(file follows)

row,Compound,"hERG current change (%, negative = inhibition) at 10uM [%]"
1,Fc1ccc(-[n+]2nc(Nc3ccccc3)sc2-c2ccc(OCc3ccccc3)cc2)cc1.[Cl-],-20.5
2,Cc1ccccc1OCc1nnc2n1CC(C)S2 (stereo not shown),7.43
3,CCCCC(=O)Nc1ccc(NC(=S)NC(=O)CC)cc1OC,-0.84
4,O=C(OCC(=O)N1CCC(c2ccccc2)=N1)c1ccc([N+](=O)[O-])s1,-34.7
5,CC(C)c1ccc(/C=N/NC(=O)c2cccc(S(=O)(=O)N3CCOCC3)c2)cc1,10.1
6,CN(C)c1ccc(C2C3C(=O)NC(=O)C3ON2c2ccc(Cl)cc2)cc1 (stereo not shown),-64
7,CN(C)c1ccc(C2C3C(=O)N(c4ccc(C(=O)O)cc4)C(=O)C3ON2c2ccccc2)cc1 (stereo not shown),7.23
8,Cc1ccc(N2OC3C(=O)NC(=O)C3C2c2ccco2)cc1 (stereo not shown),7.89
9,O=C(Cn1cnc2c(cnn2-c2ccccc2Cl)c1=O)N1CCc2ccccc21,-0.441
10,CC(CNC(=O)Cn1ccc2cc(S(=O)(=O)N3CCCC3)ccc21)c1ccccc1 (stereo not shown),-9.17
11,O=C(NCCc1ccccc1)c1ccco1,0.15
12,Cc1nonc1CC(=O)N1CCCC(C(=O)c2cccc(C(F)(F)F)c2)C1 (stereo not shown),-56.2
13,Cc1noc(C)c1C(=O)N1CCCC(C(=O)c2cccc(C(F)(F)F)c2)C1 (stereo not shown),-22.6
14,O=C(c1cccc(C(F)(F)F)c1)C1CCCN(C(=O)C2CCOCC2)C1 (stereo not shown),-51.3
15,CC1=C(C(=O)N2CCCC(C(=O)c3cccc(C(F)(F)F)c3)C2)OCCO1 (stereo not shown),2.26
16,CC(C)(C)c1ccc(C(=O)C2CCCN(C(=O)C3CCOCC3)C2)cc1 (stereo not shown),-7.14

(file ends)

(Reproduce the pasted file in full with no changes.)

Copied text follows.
row,Compound,"hERG current change (%, negative = inhibition) at 10uM [%]"
1,Fc1ccc(-[n+]2nc(Nc3ccccc3)sc2-c2ccc(OCc3ccccc3)cc2)cc1.[Cl-],-20.5
2,Cc1ccccc1OCc1nnc2n1CC(C)S2 (stereo not shown),7.43
3,CCCCC(=O)Nc1ccc(NC(=S)NC(=O)CC)cc1OC,-0.84
4,O=C(OCC(=O)N1CCC(c2ccccc2)=N1)c1ccc([N+](=O)[O-])s1,-34.7
5,CC(C)c1ccc(/C=N/NC(=O)c2cccc(S(=O)(=O)N3CCOCC3)c2)cc1,10.1
6,CN(C)c1ccc(C2C3C(=O)NC(=O)C3ON2c2ccc(Cl)cc2)cc1 (stereo not shown),-64
7,CN(C)c1ccc(C2C3C(=O)N(c4ccc(C(=O)O)cc4)C(=O)C3ON2c2ccccc2)cc1 (stereo not shown),7.23
8,Cc1ccc(N2OC3C(=O)NC(=O)C3C2c2ccco2)cc1 (stereo not shown),7.89
9,O=C(Cn1cnc2c(cnn2-c2ccccc2Cl)c1=O)N1CCc2ccccc21,-0.441
10,CC(CNC(=O)Cn1ccc2cc(S(=O)(=O)N3CCCC3)ccc21)c1ccccc1 (stereo not shown),-9.17
11,O=C(NCCc1ccccc1)c1ccco1,0.15
12,Cc1nonc1CC(=O)N1CCCC(C(=O)c2cccc(C(F)(F)F)c2)C1 (stereo not shown),-56.2
13,Cc1noc(C)c1C(=O)N1CCCC(C(=O)c2cccc(C(F)(F)F)c2)C1 (stereo not shown),-22.6
14,O=C(c1cccc(C(F)(F)F)c1)C1CCCN(C(=O)C2CCOCC2)C1 (stereo not shown),-51.3
15,CC1=C(C(=O)N2CCCC(C(=O)c3cccc(C(F)(F)F)c3)C2)OCCO1 (stereo not shown),2.26
16,CC(C)(C)c1ccc(C(=O)C2CCCN(C(=O)C3CCOCC3)C2)cc1 (stereo not shown),-7.14